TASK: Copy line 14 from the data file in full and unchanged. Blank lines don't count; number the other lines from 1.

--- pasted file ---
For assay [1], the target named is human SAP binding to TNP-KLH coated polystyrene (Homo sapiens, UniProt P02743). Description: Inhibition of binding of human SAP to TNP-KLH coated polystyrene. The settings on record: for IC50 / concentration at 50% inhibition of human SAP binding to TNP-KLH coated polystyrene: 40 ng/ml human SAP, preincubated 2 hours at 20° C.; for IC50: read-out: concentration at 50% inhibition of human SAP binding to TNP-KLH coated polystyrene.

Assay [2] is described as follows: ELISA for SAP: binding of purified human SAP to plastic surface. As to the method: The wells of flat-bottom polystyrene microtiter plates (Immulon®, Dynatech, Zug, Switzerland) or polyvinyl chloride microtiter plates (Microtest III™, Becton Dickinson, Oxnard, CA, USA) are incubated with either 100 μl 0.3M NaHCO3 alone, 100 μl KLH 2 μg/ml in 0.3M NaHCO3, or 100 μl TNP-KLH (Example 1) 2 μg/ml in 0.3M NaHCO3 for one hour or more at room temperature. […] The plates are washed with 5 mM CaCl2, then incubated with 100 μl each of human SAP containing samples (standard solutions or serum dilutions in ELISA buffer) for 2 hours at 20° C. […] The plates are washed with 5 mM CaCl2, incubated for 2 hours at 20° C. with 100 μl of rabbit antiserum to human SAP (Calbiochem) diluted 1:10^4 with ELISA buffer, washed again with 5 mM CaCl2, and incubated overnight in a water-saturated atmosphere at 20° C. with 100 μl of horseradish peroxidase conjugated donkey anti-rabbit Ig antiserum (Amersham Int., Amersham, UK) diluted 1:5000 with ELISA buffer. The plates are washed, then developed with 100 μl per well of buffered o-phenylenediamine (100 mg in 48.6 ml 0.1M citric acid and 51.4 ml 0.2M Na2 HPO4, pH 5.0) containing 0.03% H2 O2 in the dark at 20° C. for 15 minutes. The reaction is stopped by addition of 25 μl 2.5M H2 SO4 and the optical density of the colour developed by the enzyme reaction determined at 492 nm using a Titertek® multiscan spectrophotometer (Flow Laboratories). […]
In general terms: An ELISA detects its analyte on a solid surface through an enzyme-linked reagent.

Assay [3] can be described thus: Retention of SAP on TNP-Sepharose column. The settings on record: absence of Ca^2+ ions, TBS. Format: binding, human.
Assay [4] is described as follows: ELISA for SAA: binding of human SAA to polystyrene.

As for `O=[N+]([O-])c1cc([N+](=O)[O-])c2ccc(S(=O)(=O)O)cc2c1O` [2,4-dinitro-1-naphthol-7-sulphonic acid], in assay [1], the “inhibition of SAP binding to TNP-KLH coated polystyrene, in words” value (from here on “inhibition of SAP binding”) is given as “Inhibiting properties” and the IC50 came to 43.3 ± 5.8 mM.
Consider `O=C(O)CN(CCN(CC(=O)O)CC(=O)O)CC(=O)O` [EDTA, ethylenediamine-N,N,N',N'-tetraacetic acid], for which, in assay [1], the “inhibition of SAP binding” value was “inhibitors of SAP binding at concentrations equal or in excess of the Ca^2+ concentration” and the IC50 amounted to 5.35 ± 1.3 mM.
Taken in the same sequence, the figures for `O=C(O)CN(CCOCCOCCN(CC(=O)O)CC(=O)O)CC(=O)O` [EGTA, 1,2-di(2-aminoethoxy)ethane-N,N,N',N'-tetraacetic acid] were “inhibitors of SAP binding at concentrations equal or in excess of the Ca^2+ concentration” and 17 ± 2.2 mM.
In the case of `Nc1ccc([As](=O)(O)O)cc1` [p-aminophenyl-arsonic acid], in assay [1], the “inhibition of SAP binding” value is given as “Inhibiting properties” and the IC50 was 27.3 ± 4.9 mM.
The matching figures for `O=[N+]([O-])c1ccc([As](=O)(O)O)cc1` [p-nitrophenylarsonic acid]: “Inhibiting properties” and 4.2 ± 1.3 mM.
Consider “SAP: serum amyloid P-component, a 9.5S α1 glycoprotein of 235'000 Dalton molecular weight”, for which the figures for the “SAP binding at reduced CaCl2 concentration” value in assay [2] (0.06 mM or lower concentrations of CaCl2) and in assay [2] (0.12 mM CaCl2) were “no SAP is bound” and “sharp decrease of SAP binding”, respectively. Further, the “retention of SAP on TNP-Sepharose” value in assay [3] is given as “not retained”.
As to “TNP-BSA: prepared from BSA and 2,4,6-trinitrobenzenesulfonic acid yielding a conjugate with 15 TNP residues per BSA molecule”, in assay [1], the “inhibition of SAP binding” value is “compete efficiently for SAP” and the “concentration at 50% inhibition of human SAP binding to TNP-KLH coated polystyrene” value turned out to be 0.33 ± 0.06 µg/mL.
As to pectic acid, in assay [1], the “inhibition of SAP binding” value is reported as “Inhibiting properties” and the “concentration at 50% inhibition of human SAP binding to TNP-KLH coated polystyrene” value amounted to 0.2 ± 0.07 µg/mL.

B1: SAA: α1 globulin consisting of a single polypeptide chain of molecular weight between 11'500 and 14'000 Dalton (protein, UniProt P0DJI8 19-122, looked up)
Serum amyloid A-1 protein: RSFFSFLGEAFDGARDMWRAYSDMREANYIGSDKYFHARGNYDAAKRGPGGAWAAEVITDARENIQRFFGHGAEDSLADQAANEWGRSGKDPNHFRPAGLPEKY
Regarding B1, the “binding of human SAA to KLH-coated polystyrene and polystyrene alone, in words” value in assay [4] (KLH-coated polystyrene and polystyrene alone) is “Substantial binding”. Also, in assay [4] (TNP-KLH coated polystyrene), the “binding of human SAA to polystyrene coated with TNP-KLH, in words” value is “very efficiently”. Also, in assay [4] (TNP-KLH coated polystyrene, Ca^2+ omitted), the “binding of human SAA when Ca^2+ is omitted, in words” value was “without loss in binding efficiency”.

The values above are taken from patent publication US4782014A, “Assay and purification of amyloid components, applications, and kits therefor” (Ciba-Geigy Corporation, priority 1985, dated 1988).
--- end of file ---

B1: SAA: α1 globulin consisting of a single polypeptide chain of molecular weight between 11'500 and 14'000 Dalton (protein, UniProt P0DJI8 19-122, looked up)